Are you suffering from pelvic prolapse? Find out how North Hills Hospital treats this gynecologic condition with robotic surgery.

It is not uncommon for a woman to suffer from some variation of pelvic prolapse in her lifetime. But finding the right treatment can be intimidating, especially when you are unsure of your options. We spoke to Charles Safely, MD, Obstetrics & Gynecology, about bladder and uterine prolapse and what women can expect from pelvic reconstruction using robotic surgery. He has offered some valuable insight, which we hope will encourage women to speak to their physicians about their condition.

Who Experiences Prolapse?
Dr. Safely stressed that both the degree of prolapse and the treatment plan is unique for every woman. However, these risk factors can increase a woman's chance of experiencing either a prolapsed uterus or bladder:

  • Vaginal childbirth. In fact, a larger baby or a quick delivery may increase a woman's risk, also.
  • Number of pregnancies. An increased number of pregnancies will increase a woman's risk.
  • Age. Pelvic tissue and supportive ligaments lose their integrity with age and lowered estrogen levels. Both can cause the bladder or uterus to move lower in the pelvis.
  • Repeated heavy lifting.
  • Obesity. Extra weight results in excessive pressure on the pelvic floor.

When Is Surgery Necessary?
Usually, there is no medical risk for a woman with pelvic prolapse. However, this condition may be uncomfortable for women, causing some or all of the following symptoms:

  • Pelvic pressure
  • Heaviness in the pelvic area
  • Feeling a bulge when you wipe or feeling like you are sitting on a ball
  • Pelvic, abdominal or urinary pain
  • Repeated infections
  • Constipation
  • The urge to urinate often

Dr. Safely explained that while one of these symptoms can be bothersome, a combination of them can cause multiple defects and affect a woman's daily routine and lifestyle, which is enough to warrant surgery. He suggests that you discuss your symptoms with your physician since each case is unique. There may be other options to try before surgery, such as inserting a pessary.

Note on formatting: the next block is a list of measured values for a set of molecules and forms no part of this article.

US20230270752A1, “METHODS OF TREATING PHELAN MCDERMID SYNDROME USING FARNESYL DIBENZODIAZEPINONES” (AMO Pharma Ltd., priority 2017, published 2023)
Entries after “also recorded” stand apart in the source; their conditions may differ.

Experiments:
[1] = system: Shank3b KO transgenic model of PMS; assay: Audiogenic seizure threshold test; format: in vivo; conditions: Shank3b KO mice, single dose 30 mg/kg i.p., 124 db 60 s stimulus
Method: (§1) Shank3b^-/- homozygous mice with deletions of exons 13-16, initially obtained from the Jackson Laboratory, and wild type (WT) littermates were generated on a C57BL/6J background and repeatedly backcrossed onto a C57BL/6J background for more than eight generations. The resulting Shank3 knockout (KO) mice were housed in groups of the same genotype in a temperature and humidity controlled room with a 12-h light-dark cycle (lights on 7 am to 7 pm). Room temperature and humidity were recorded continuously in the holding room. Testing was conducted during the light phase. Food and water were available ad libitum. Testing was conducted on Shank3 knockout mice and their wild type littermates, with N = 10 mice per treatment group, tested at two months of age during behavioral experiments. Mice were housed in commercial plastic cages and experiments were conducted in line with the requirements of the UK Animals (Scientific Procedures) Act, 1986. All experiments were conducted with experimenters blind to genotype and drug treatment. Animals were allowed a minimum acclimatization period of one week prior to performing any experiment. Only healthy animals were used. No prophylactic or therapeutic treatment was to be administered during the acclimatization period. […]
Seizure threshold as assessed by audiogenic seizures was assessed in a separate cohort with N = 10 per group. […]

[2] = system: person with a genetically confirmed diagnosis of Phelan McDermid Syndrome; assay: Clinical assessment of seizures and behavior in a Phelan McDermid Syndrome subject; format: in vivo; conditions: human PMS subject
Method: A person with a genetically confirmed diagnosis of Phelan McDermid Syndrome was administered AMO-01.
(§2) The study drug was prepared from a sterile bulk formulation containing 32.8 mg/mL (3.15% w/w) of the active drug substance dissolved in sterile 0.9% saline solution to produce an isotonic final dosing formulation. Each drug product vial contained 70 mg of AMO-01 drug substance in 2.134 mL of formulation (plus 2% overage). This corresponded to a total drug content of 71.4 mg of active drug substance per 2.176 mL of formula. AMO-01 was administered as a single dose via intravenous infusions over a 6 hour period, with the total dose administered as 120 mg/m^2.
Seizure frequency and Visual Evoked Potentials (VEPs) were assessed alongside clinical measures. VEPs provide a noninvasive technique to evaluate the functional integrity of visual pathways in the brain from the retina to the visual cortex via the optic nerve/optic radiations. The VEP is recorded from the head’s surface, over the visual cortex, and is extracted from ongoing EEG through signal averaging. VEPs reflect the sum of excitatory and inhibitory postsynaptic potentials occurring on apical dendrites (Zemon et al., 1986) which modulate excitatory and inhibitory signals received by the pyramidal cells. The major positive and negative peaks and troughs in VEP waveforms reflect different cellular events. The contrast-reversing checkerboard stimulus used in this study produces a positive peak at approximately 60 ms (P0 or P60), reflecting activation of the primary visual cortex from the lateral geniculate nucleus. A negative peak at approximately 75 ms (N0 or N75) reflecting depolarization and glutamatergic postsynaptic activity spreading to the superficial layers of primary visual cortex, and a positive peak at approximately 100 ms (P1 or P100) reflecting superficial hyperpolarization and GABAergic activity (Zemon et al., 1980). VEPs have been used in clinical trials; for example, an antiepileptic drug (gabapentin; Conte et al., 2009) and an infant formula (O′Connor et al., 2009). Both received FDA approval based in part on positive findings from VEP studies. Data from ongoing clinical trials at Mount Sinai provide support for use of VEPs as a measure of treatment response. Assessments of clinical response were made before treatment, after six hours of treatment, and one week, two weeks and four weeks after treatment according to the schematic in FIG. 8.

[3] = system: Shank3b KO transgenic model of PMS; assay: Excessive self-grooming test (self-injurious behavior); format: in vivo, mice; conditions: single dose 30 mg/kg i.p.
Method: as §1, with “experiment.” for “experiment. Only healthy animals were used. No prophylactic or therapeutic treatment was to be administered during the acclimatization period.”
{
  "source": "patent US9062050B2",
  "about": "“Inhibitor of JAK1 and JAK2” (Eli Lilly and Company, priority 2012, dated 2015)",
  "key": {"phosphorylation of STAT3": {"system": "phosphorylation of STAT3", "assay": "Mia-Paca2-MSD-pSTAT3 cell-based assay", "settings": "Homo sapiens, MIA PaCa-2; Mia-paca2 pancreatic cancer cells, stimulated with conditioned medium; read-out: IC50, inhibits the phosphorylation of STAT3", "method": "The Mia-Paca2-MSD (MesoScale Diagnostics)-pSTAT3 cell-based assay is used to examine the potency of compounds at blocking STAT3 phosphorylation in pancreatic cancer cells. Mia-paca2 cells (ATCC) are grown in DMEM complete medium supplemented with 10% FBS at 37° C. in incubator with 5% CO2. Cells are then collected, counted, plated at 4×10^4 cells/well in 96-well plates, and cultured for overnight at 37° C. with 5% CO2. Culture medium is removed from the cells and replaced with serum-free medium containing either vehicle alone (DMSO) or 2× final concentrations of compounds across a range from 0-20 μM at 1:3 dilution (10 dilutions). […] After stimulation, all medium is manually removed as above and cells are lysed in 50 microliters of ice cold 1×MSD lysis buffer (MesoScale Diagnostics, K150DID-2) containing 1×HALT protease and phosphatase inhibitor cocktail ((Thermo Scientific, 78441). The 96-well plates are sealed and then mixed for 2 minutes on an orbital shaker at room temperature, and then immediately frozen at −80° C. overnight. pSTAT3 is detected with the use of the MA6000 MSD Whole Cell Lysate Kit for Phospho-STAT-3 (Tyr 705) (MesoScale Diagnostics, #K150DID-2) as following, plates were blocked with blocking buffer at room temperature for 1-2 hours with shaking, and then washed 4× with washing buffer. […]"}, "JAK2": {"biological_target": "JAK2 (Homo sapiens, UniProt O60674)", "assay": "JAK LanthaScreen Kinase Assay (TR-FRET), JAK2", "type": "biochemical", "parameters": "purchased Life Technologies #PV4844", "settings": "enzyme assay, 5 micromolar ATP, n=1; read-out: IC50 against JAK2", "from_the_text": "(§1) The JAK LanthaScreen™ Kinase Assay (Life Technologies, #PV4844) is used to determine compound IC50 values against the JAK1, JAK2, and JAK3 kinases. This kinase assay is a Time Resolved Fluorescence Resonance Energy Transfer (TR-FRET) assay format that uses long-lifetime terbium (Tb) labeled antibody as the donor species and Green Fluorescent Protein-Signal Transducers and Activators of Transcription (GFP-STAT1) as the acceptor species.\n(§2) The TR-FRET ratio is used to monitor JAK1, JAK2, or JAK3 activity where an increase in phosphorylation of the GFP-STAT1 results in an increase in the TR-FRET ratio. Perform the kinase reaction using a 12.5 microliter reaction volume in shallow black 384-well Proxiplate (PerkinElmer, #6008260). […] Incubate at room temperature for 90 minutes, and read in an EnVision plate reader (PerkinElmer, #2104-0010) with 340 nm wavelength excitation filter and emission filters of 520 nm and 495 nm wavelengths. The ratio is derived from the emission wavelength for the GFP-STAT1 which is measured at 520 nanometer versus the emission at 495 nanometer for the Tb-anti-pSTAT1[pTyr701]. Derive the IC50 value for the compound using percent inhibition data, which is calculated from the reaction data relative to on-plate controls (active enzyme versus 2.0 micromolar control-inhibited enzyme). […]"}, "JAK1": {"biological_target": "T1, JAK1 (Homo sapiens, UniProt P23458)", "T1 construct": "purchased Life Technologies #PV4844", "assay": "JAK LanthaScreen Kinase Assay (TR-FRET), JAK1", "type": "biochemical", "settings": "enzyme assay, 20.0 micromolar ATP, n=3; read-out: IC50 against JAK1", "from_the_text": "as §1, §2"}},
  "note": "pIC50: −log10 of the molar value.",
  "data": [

What Can Women Expect from Robotic Surgery?
Whether a patient is having a total laparoscopic hysterectomy or sacrocolpopexy to repair pelvic prolapse, robotic surgery offers the following benefits:

  • It is safer since only small incisions are made, reducing the risk of infection.
  • Women experience less pain with smaller incisions and minimally invasive procedures.
  • There is less scarring due to smaller incisions.
  • Physicians have better control and precision at the surgical site. Dr. Safely explained that easier access means he can put more stitches in, offering better, more secure results.
  • Women experience a shorter recovery and are often discharged within a day or so of surgery.

How Long Is Recovery From Surgery?
Dr. Safely explained that women recovering from surgery are:

  • Walking after 1-2 weeks
  • Doing light lifting after 2 weeks
  • Back to their normal routines and level of activity after 8 weeks

Would you like to talk to Dr. Safely about your pelvic prolapse condition? To meet with him, or for a physician referral for any of the doctors at North Hills Hospital, please call 1-855-5NHILLS or find a physician online. For more information about robotic surgery for women at North Hills Hospital, please visit us here.


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